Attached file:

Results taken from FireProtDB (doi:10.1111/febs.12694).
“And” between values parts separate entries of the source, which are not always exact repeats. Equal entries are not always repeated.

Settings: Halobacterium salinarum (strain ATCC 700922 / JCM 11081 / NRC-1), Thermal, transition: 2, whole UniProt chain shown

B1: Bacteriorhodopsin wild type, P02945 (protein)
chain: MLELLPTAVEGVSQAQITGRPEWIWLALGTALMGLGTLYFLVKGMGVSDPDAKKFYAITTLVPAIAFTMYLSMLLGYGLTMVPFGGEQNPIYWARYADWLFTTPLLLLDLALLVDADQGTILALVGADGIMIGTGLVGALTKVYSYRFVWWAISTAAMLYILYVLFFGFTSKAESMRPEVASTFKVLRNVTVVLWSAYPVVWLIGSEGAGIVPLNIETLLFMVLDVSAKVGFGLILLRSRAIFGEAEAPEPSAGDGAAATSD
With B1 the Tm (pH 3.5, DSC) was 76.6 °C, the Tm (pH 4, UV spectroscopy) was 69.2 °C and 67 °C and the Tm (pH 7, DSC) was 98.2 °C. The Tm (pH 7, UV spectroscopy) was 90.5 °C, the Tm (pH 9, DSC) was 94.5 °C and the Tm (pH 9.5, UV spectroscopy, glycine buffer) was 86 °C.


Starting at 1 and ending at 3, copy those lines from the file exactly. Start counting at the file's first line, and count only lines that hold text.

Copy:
Results taken from FireProtDB (doi:10.1111/febs.12694).
“And” between values parts separate entries of the source, which are not always exact repeats. Equal entries are not always repeated.

Settings: Halobacterium salinarum (strain ATCC 700922 / JCM 11081 / NRC-1), Thermal, transition: 2, whole UniProt chain shown